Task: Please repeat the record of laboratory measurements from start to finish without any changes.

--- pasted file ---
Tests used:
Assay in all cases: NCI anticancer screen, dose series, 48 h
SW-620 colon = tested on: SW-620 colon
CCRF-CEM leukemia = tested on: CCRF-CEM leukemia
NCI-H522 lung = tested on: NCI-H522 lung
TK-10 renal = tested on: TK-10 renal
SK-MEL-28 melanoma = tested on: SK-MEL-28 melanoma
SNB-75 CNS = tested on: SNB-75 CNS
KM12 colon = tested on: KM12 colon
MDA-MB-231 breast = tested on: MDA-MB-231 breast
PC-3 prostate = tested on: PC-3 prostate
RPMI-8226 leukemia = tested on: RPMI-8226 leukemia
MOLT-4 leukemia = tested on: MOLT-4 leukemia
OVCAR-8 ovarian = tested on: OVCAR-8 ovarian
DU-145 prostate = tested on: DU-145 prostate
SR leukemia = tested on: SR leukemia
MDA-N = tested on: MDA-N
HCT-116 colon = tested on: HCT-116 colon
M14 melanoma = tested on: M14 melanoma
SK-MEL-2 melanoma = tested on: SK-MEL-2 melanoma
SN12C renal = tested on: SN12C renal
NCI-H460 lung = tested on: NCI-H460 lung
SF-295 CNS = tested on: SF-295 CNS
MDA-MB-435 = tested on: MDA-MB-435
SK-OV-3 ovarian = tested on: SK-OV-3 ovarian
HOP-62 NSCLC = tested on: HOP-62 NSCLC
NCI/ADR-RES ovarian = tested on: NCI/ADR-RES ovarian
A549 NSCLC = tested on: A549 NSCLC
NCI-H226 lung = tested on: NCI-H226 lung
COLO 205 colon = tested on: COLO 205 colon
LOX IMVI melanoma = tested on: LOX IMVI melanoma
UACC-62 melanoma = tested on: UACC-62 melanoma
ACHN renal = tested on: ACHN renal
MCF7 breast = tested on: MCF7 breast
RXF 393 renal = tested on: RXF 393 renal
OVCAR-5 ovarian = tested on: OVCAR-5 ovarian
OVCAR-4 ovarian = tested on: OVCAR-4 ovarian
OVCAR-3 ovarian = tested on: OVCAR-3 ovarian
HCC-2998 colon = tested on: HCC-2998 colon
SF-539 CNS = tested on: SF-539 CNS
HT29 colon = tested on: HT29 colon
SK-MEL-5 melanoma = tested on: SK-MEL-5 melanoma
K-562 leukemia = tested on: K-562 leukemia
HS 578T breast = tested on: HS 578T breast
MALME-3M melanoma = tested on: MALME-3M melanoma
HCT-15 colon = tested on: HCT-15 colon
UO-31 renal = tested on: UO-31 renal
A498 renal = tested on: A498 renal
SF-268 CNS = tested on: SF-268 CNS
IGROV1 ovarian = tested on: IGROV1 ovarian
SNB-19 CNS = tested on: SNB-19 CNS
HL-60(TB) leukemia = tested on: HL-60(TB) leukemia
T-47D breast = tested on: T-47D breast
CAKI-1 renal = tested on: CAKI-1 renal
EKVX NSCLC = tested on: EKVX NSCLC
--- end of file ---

Tests used:
Assay in all cases: NCI anticancer screen, dose series, 48 h
SW-620 colon = tested on: SW-620 colon
CCRF-CEM leukemia = tested on: CCRF-CEM leukemia
NCI-H522 lung = tested on: NCI-H522 lung
TK-10 renal = tested on: TK-10 renal
SK-MEL-28 melanoma = tested on: SK-MEL-28 melanoma
SNB-75 CNS = tested on: SNB-75 CNS
KM12 colon = tested on: KM12 colon
MDA-MB-231 breast = tested on: MDA-MB-231 breast
PC-3 prostate = tested on: PC-3 prostate
RPMI-8226 leukemia = tested on: RPMI-8226 leukemia
MOLT-4 leukemia = tested on: MOLT-4 leukemia
OVCAR-8 ovarian = tested on: OVCAR-8 ovarian
DU-145 prostate = tested on: DU-145 prostate
SR leukemia = tested on: SR leukemia
MDA-N = tested on: MDA-N
HCT-116 colon = tested on: HCT-116 colon
M14 melanoma = tested on: M14 melanoma
SK-MEL-2 melanoma = tested on: SK-MEL-2 melanoma
SN12C renal = tested on: SN12C renal
NCI-H460 lung = tested on: NCI-H460 lung
SF-295 CNS = tested on: SF-295 CNS
MDA-MB-435 = tested on: MDA-MB-435
SK-OV-3 ovarian = tested on: SK-OV-3 ovarian
HOP-62 NSCLC = tested on: HOP-62 NSCLC
NCI/ADR-RES ovarian = tested on: NCI/ADR-RES ovarian
A549 NSCLC = tested on: A549 NSCLC
NCI-H226 lung = tested on: NCI-H226 lung
COLO 205 colon = tested on: COLO 205 colon
LOX IMVI melanoma = tested on: LOX IMVI melanoma
UACC-62 melanoma = tested on: UACC-62 melanoma
ACHN renal = tested on: ACHN renal
MCF7 breast = tested on: MCF7 breast
RXF 393 renal = tested on: RXF 393 renal
OVCAR-5 ovarian = tested on: OVCAR-5 ovarian
OVCAR-4 ovarian = tested on: OVCAR-4 ovarian
OVCAR-3 ovarian = tested on: OVCAR-3 ovarian
HCC-2998 colon = tested on: HCC-2998 colon
SF-539 CNS = tested on: SF-539 CNS
HT29 colon = tested on: HT29 colon
SK-MEL-5 melanoma = tested on: SK-MEL-5 melanoma
K-562 leukemia = tested on: K-562 leukemia
HS 578T breast = tested on: HS 578T breast
MALME-3M melanoma = tested on: MALME-3M melanoma
HCT-15 colon = tested on: HCT-15 colon
UO-31 renal = tested on: UO-31 renal
A498 renal = tested on: A498 renal
SF-268 CNS = tested on: SF-268 CNS
IGROV1 ovarian = tested on: IGROV1 ovarian
SNB-19 CNS = tested on: SNB-19 CNS
HL-60(TB) leukemia = tested on: HL-60(TB) leukemia
T-47D breast = tested on: T-47D breast
CAKI-1 renal = tested on: CAKI-1 renal
EKVX NSCLC = tested on: EKVX NSCLC